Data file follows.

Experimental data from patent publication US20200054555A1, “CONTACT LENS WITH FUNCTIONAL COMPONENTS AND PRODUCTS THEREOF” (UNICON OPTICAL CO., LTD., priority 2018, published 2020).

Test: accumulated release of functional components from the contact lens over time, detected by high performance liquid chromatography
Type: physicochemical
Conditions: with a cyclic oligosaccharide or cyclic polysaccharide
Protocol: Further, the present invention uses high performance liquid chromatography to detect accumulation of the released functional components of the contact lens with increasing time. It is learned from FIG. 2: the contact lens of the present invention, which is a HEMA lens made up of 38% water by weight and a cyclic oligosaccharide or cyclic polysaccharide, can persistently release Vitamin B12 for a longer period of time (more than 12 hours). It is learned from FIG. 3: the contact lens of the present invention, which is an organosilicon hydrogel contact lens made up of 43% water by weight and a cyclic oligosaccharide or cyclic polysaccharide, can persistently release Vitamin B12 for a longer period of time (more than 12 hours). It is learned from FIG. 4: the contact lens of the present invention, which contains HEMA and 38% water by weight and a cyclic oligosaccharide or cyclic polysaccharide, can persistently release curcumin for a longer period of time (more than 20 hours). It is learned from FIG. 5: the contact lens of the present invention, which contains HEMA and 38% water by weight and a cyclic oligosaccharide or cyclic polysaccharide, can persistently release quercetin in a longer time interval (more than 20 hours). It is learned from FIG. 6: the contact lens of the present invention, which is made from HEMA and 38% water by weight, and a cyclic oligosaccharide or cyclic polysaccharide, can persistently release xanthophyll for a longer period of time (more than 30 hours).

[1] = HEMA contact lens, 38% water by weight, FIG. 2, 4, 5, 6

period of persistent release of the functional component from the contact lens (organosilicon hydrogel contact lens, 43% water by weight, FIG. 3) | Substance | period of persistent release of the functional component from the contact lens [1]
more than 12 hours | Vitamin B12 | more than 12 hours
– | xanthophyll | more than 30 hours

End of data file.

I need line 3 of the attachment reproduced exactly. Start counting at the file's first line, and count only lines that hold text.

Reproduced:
Type: physicochemical